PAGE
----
Want to quit Facebook but don't have the willpower? Maybe very publicly announcing you are signing off for a couple months will do the trick.
To help you do so, a Dutch ad agency named Just is starting a campaign called "99 Days of Freedom, asking you to quit Facebook for 99 days and measure whether or not it makes you happier.
The campaign is pretty simple. Step one is changing your profile picture to one that says "99 Days Of Freedom." You can download this image from 99 Days Of Freedom's website:
Then you can create a personalized countdown and share it on Facebook. Once you share your countdown, the clock starts ticking down on your own personal little webpage. Here's what that looks like:
Then you just agree not to go on Facebook for 99 days. It's just a pledge: The 99 Days website has no way of keeping track of whether or not you visit Facebook. Odds are you will still check it every time you're in the bathroom.
You can also sign up to participate in the project's happiness survey, letting the people in charge know if you're feeling any better without Facebook.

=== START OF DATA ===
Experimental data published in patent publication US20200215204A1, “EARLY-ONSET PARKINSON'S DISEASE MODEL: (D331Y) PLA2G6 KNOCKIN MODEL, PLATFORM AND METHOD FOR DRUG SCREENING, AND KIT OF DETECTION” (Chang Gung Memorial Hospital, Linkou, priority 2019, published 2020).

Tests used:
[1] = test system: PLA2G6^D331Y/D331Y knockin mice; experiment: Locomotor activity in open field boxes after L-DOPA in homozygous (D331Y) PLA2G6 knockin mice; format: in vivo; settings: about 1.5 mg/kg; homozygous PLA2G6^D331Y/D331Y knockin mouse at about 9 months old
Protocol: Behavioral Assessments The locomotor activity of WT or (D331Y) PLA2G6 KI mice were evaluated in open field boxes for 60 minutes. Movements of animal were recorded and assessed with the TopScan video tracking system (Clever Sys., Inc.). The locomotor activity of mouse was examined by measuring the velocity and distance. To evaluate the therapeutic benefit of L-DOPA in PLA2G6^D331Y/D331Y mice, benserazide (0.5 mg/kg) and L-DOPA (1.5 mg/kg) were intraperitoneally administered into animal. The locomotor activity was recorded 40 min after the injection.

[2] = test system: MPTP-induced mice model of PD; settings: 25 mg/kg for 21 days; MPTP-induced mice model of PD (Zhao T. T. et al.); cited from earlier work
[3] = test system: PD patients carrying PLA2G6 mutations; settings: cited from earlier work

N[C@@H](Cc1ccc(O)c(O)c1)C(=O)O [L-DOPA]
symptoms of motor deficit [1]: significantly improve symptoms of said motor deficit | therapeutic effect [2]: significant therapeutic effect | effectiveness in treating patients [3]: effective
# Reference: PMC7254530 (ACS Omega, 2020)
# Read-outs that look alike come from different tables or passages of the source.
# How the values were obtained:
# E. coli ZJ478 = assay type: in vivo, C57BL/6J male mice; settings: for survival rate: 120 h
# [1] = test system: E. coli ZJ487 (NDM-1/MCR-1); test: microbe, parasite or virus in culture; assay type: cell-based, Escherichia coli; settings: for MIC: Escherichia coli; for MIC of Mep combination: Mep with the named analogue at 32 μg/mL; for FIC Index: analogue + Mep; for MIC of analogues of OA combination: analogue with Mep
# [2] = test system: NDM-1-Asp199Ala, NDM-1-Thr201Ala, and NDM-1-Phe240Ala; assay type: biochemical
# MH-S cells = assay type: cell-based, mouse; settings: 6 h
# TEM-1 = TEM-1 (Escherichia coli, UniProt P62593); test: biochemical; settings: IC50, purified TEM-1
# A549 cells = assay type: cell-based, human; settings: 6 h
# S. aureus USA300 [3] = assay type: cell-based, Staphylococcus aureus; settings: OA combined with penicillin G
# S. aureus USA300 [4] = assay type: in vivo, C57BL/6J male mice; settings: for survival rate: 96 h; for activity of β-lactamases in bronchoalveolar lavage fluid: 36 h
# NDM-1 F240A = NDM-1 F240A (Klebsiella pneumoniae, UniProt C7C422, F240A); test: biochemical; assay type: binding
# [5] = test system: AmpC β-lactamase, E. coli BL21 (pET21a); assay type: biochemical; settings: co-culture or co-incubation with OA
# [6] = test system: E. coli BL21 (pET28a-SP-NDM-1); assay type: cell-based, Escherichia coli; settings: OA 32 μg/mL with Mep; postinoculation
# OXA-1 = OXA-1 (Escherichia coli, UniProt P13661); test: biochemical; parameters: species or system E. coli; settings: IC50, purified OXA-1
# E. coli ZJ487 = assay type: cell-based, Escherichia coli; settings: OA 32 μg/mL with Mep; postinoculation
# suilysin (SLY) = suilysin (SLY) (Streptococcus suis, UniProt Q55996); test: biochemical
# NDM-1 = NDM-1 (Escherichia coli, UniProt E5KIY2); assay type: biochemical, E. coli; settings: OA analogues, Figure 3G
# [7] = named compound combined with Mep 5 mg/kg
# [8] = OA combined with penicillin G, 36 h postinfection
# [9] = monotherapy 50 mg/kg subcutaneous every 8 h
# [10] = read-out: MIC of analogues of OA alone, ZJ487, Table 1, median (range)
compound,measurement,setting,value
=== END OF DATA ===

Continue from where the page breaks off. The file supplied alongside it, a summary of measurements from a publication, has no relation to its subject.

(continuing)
The ad agency seems to be capitalizing on Facebook's controversial mood experiment. Scientists at Facebook published a paper at the end of June in which they revealed that they had played with almost 700,000 Facebook users' News Feeds to see if they could alter peoples' moods.
The study caused enough outrage that the company's chief operating officer, Sheryl Sandberg, commented on it in a recent interview. Sandberg called the experiment "poorly communicated," but did not apologize.
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